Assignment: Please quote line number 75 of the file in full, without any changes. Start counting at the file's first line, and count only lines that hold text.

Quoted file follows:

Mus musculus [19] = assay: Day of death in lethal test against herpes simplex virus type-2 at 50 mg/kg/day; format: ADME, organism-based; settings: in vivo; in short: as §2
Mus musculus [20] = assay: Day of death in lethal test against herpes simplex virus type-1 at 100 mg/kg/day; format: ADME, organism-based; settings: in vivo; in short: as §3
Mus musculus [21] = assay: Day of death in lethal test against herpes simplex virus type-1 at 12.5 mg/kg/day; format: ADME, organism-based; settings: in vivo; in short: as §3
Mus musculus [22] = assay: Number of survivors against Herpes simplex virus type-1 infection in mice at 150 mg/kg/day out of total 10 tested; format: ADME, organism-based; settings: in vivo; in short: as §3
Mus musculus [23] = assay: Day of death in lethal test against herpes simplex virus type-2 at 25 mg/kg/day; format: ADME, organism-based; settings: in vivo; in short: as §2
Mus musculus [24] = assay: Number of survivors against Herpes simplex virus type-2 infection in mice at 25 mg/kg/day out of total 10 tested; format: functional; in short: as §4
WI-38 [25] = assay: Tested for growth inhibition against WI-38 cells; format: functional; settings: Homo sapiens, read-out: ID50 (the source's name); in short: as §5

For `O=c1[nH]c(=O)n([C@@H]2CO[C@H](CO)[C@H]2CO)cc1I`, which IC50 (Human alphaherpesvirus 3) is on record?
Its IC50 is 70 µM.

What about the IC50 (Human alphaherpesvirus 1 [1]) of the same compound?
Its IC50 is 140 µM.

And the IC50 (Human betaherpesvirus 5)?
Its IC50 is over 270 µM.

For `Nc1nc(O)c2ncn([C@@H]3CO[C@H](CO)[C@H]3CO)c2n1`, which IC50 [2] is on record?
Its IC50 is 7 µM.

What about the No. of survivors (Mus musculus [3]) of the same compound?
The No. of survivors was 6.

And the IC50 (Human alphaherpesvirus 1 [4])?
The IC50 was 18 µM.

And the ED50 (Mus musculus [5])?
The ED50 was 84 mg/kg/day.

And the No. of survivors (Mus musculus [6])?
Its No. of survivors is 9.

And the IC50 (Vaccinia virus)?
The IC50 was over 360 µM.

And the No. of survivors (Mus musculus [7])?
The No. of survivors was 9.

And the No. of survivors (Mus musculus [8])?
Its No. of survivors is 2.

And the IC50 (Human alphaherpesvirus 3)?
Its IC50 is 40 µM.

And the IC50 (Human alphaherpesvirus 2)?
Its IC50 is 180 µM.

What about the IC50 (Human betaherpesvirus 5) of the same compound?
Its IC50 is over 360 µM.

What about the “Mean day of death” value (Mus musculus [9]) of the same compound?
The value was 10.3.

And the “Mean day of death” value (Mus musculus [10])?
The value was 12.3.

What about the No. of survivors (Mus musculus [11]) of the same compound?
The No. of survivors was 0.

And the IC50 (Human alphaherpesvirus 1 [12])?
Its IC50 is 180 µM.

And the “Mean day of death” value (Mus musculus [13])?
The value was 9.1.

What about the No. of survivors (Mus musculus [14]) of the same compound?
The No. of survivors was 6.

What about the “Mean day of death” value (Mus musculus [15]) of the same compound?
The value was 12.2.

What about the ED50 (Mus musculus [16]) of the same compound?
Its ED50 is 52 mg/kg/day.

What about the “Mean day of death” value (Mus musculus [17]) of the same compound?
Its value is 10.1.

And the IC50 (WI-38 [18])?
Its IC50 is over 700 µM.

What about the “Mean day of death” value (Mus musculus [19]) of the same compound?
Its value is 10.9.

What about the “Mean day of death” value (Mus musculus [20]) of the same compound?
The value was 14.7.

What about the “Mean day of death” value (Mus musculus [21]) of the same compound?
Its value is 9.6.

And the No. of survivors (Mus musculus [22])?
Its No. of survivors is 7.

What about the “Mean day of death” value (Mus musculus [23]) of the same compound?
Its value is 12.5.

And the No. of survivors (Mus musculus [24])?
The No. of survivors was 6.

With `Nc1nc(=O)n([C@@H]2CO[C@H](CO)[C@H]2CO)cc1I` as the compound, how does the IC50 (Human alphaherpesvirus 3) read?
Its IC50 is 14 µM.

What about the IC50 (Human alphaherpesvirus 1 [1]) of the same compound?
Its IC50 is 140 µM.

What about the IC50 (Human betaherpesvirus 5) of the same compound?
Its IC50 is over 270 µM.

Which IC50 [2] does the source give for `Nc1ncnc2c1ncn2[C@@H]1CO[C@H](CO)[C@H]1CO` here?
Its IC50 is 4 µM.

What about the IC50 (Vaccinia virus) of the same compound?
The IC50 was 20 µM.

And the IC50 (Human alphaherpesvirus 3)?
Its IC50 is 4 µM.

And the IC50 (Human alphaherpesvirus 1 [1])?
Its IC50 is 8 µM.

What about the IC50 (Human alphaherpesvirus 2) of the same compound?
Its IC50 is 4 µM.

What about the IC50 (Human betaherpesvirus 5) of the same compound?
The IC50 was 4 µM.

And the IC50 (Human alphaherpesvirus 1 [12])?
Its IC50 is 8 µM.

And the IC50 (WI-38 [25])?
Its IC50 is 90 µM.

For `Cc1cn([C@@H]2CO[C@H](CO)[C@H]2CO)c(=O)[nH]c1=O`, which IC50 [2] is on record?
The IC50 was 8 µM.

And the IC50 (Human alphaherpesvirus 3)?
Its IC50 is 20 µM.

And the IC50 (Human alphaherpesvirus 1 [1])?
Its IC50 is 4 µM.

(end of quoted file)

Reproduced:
Its IC50 is 4 µM.